In India, heart attacks are becoming increasingly common. And the majority of cases are from young people, particularly those who are into fitness and exercise regularly. Is there a link between going to the gym or working out and having a heart attack? Can going to the gym increase your chances of having a heart problem and dying from a heart attack? Let us seek the truth.
Heart attacks during exercise, also known as “sudden cardiac arrests,” are uncommon but can happen to anyone, including physically fit people. Here are some signs that your heart isn’t working properly during exercise.
Warning Signs of a Heart Attack
If you feel a squeezing, pressure, or burning sensation in your chest while exercising, stop immediately and seek medical attention. Even though women may experience different heart attack symptoms than men, chest pain remains the most common warning sign for both sexes.
The main symptom for both men and women is chest discomfort, pain, pressure, or burning. If asked, about 90% of men and women have that. The pain could be sharp or dull, or it could feel like an elephant is sitting on your chest.
2.Shortness of Breath
If you have difficulty breathing while exercising, this could indicate that your heart is not getting enough oxygen. This could be the result of a heart condition.
Having trouble breathing while exercising? Your heart is pleading with you to pause and tend to it. During a workout, unusual breathlessness combined with acute chest pain or discomfort may indicate an impending heart attack.
3.Dizziness or lightheadedness
Feeling dizzy or lightheaded while exercising may indicate that your heart isn’t pumping enough blood to your brain. The difference between the sexes is that women have more shortness of breath, nausea, and vomiting than men.
According to the CDC, women are also more likely to experience pain in their neck, jaw, throat, abdomen, or back.
Because nerve fibres in the arm and jaw run concurrently with cardiac nerve fibres to the brain, you may experience pain in those areas because your brain misinterprets the pain signal from the heart. The American Heart Association warns that breaking out in a cold sweat, dizziness, or lightheadedness can also be warning signs.
4.Irregular Heartbeat or Abnormal Heart Rhythm
Palpitations or an irregular heartbeat during exercise could be a sign of an underlying heart condition or arrhythmia. A heart problem could be indicated by heart skips, palpitations, or a pounding heart rate. You must stop exercising immediately and seek medical attention.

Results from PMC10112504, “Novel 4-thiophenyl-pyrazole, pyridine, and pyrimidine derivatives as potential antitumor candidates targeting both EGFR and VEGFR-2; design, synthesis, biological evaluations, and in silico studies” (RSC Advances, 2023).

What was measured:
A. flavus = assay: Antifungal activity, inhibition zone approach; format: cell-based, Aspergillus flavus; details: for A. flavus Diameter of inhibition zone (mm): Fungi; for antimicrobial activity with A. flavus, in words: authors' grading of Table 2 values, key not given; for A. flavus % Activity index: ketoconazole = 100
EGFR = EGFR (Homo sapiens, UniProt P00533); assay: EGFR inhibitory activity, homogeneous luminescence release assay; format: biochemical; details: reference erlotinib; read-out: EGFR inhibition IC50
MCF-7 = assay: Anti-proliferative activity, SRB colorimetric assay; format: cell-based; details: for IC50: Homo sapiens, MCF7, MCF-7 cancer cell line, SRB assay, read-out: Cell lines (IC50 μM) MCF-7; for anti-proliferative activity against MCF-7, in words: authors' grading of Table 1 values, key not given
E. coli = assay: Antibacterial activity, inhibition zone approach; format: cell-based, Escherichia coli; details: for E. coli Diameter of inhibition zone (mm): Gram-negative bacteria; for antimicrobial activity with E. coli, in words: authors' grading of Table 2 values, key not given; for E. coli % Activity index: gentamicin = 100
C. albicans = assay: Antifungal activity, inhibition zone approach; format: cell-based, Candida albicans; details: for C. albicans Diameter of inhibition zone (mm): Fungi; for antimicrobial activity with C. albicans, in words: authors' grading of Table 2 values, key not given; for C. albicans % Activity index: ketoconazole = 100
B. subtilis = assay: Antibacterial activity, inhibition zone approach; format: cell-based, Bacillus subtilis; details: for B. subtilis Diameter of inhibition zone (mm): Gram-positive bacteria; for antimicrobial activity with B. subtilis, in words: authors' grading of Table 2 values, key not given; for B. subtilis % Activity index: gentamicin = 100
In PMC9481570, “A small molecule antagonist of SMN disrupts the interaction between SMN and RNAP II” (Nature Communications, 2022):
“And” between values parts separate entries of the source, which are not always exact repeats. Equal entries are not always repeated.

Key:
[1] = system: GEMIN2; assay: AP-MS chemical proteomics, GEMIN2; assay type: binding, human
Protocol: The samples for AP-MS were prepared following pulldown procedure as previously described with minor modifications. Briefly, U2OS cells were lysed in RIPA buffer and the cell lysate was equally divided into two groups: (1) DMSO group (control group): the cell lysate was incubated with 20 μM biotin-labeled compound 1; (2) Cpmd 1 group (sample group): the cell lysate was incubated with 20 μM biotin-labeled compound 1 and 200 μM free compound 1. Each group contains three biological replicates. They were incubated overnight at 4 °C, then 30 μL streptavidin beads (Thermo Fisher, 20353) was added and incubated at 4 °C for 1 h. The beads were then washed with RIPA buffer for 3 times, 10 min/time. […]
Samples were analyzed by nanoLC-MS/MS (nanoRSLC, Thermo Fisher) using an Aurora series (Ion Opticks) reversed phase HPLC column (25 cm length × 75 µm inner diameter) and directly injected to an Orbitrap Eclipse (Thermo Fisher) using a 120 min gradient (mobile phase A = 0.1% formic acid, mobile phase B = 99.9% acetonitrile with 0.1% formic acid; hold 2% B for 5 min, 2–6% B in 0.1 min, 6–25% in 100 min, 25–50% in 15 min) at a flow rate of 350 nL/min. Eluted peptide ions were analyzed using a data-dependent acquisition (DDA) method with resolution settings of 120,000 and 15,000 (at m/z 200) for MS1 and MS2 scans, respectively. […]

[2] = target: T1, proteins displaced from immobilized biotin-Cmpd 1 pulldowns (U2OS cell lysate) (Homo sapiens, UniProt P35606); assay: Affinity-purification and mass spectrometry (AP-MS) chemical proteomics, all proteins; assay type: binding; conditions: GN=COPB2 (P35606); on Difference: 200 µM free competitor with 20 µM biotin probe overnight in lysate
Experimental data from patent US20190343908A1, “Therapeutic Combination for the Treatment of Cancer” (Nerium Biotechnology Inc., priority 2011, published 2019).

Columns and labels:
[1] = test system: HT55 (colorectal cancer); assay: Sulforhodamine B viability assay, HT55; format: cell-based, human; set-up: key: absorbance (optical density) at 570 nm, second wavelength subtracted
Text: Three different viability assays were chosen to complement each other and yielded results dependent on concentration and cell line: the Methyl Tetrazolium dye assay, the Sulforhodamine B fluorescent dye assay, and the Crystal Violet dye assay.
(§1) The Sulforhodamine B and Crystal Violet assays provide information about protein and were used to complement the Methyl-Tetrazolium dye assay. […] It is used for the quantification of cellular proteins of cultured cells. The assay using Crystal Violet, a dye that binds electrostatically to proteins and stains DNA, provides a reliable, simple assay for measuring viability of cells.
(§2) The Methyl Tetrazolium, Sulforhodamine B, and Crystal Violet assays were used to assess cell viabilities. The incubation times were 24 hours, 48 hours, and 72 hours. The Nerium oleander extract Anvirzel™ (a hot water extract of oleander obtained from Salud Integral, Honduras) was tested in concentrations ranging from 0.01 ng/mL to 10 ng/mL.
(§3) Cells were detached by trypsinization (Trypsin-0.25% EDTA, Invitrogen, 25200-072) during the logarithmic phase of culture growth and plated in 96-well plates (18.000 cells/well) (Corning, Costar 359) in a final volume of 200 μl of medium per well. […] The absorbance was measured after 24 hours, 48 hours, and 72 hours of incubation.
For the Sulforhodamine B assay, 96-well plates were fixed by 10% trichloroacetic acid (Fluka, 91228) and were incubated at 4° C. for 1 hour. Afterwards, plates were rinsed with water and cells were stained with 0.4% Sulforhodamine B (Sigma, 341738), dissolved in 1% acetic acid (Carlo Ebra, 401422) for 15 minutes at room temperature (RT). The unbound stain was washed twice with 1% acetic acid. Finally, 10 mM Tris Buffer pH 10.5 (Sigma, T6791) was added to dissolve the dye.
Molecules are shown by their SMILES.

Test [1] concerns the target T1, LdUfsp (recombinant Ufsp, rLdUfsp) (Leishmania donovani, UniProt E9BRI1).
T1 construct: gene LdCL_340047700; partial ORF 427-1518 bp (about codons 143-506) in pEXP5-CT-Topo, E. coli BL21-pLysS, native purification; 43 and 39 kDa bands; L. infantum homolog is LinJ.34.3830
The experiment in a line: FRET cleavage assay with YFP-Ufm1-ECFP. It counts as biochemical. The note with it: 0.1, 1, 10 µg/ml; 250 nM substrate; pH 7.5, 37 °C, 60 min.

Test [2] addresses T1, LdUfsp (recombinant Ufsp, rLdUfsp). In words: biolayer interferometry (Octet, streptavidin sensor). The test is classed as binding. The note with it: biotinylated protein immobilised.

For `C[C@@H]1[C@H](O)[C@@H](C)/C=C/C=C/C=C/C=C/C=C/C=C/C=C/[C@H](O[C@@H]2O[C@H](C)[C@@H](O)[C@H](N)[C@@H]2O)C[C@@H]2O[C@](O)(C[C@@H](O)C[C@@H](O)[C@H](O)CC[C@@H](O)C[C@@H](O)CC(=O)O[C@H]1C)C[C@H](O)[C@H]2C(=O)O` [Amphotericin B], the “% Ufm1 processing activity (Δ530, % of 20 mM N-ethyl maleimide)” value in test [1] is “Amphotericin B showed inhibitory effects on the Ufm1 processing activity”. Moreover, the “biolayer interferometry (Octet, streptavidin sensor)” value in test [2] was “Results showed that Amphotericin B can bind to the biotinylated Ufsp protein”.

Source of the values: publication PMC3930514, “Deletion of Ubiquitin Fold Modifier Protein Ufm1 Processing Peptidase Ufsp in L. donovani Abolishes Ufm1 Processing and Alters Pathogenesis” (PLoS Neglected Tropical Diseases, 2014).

5.An overall feeling of Fatigue or Weakness
Excessive fatigue or weakness during exercise may indicate that your heart is not pumping efficiently. Some people who simply report feeling unwell or fatigued have a heart attack hours later. Chest pain is present at times, but the nausea is much more prominent, so people may mistake the symptoms for the flu.
6.Pain in Other Parts of the Body
Exercise-related pain in the arms, neck, jaw, or back could indicate an underlying heart condition. A problem with your heart can also cause sensations in other parts of your body besides your chest. Discomfort, pain, or pressure in the arms, back, neck, jaw, or stomach can be symptoms.
7.Vomiting or Nausea
Nausea or vomiting while exercising could indicate that your heart is not working properly. According to the AHA, a heart attack can also cause lightheadedness, nausea, and vomiting. Stomach problems may appear unlikely or almost impossible in the aftermath of a heart attack, which is why they are frequently ignored.
When a heart attack occurs, the organ struggles to pump enough blood and oxygen to various parts of the body, including the digestive tract, due to blockage. This causes a decrease in stomach pH, which causes gastrointestinal issues such as nausea and vomiting. These symptoms may also be confused with stomach problems caused by indigestion. Heartburn symptoms include nausea, vomiting, and abdominal pain.
Exercise should always be taken seriously, especially if you have a cardiovascular condition. Maintaining healthy habits such as eating well and exercising regularly will go a long way towards lowering the chances of having a heart attack while working out at the gym.
Regular check-ups and being aware of signs/symptoms of cardiovascular disease will also help prevent serious consequences, including death, if not taken seriously and on time, especially while exercising or participating in sports!
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If you notice any of these warning signs, stop exercising immediately and seek medical attention. Always remember to listen to your body and take breaks as needed. It’s better to be safe than sorry.
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